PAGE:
Saudi opens licensing process for largest Khnaiguiyah mine

Saudi Arabia starts next phase for licensing Khnaiguiyah site and qualified bidders should complete their Pre-Qualification Questionnaire by March 14

The Saudi Ministry of Industry and Mineral Resources (MIM) has opened the next stage for licensing the Khnaiguiyah site, the largest exploration site in the Kingdom.

Interested prospective investors can submit their Expression of Interest and complete their Pre-Qualification Questionnaire (PQQ) by visiting here. The award process will include three stages – qualification, proposal and auction, which could feature multiple rounds – and the Ministry expects to conclude the process in Q2.

Located in Al Rayn Terrane, Khnaiguiyah covers more than 350sqkm and forms part of the Arabian Shield, which has a potential value of $1.3trn across 48 commodities.

At the recent Future Minerals Forum, interested parties were invited to access the ministry’s data room with historical studies by visiting the Ministry’s online portal.

The PQQ requests that prospective bidders submit customary information regarding their technical knowledge and experience, capability, capacity, and organisational and financial standing, mapped to the project’s outlined criteria. The PQQ enables the Ministry to assess an organisation’s professional and technical qualifications, and competence to become the license holder. Qualified bidders are invited to submit their completed PQQ by March 14.

This tender process is based on the new Saudi Mining Investment Law, which was developed following extensive global benchmarking. The law is part of an overarching effort led by MIM to transform and attract investment in its mining sector, in line with the Kingdom’s Vision 2030, which identified mining as the third pillar of industrial growth.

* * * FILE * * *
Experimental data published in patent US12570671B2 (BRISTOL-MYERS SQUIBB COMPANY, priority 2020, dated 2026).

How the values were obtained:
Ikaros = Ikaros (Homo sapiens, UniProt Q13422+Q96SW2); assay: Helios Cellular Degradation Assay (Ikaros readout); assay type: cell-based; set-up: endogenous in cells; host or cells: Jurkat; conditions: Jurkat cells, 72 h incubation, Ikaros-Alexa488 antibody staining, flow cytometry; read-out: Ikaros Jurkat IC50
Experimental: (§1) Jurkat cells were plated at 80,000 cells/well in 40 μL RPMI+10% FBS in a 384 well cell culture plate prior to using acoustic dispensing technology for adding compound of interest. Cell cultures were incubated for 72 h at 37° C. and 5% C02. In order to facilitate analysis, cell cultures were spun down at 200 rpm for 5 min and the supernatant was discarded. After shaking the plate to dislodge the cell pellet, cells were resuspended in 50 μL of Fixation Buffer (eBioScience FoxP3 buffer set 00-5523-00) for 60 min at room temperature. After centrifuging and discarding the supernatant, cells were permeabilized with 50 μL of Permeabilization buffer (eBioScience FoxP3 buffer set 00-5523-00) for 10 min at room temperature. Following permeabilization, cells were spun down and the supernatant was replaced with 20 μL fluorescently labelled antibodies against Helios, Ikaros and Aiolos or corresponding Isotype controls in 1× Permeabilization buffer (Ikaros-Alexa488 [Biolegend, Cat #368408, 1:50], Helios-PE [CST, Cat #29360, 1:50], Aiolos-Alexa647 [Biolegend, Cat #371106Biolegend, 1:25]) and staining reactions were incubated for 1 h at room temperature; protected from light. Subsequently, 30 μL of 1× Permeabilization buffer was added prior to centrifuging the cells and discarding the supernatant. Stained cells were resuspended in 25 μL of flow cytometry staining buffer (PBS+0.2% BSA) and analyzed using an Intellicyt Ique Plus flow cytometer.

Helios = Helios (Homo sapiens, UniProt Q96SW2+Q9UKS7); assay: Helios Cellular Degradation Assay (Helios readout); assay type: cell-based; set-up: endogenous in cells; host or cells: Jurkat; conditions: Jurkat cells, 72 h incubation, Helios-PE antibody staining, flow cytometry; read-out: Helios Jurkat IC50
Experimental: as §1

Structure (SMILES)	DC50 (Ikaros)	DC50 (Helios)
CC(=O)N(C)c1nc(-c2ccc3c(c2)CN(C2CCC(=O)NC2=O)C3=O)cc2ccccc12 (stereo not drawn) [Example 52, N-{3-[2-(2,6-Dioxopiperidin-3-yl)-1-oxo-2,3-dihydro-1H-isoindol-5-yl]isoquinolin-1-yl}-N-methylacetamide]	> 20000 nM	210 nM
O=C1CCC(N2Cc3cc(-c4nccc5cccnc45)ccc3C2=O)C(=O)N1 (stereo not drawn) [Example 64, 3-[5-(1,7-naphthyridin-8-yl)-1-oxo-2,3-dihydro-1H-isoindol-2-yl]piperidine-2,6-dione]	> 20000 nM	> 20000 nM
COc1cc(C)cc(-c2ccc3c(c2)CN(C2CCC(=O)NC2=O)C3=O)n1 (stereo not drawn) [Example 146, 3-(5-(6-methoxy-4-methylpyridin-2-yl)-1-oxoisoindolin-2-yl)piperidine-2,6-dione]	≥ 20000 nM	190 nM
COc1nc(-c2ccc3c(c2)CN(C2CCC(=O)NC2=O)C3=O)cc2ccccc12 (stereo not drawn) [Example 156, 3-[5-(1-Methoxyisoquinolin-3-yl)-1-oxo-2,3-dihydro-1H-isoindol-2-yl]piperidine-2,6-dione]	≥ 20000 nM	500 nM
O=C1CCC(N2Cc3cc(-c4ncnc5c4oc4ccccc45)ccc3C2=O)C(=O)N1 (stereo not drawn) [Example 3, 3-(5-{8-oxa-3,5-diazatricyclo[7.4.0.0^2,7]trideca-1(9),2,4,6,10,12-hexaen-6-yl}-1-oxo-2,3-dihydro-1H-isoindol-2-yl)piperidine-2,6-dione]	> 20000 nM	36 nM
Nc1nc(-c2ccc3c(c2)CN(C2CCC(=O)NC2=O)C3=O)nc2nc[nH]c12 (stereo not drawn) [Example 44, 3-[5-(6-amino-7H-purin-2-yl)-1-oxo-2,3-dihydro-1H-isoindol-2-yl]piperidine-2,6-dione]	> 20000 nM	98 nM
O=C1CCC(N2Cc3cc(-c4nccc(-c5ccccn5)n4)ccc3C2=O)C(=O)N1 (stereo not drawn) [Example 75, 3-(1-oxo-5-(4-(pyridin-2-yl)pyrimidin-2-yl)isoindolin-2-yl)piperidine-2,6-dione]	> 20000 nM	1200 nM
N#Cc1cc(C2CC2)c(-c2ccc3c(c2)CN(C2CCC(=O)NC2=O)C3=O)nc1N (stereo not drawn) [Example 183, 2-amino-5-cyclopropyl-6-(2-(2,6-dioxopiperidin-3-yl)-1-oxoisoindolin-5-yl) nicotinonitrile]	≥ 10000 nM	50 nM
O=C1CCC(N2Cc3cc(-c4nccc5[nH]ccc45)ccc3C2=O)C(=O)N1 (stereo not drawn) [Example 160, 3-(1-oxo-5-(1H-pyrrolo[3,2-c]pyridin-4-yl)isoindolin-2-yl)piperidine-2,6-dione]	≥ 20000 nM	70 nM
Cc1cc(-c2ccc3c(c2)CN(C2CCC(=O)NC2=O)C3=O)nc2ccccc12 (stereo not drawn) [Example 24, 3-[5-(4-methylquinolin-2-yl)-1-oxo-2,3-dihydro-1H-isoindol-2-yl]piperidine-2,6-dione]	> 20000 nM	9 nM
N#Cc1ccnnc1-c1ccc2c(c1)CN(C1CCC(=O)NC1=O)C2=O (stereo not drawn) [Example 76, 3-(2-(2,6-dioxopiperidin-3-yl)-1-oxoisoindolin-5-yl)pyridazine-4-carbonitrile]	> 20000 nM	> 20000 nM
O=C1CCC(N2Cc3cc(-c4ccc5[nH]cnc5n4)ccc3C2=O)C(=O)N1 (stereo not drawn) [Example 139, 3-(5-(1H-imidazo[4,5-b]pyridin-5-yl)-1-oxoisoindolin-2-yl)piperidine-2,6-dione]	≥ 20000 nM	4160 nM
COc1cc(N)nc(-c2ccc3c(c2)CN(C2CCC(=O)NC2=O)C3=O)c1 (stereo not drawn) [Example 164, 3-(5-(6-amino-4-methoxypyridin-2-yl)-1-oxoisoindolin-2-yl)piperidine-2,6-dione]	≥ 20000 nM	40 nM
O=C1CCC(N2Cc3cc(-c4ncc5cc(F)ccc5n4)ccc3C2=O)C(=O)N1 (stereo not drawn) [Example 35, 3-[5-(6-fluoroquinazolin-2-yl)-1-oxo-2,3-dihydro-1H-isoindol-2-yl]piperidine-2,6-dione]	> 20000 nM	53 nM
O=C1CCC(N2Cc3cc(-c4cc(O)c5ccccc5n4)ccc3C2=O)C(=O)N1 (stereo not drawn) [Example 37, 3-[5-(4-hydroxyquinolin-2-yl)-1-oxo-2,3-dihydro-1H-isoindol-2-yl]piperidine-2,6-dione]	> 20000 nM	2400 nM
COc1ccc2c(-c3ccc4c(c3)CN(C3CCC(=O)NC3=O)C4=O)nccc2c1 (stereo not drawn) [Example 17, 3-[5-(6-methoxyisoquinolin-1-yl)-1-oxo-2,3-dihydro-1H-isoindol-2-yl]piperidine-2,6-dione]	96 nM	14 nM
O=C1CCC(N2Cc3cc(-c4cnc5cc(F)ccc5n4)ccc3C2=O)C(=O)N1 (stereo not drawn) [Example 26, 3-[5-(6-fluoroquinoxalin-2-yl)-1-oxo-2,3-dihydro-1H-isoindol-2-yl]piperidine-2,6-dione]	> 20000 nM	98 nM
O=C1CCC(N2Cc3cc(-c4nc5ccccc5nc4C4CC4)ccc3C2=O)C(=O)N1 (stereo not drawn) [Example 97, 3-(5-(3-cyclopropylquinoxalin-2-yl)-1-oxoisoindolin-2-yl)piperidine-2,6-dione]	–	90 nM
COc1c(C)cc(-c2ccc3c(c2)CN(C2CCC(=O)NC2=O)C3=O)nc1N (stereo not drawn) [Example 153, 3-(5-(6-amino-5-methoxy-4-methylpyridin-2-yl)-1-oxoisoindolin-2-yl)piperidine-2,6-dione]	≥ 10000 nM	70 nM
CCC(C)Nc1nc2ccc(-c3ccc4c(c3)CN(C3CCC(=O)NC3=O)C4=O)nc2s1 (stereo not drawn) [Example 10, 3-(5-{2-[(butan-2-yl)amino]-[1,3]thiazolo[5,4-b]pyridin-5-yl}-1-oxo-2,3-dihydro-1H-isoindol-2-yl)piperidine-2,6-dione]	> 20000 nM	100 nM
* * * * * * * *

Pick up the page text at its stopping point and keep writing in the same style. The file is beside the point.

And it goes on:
Extensive exploration work already has been carried out at Khnaiguiyah site, covering 100,000m drilled and a 3D geological model. The Saudi Geological Survey has confirmed the site's considerable geological potential of approximately 26mn tons of zinc and copper, both critical minerals for the global energy transition.

As local content and communities are a top priority for Saudi Arabia as part of its commitment to ESG, the c.SAR2bn Khnaiguiyah project could potentially generate up to 3,000 direct and indirect jobs and would contribute substantially to developing the country’s zinc and copper downstream industries.

Brian Hosking, CEO, Gold & Minerals Company, said: "The Arabian-Nubian Shield is rapidly becoming a major mineral province hosting world-class mining projects. This region, along with the Tethyan-Eurasian mineral belt, are now well-recognized as having the potential to meet a large share of the world's growing demand for metals and minerals."

Douglas Kirwin, a member of the Society of Economic Geologists, said: "Mineral and metal resources are a vital part of the world's energy transition but so is the diversification of supply. Developing nations, thanks to their natural resources, are at the forefront of this transition."

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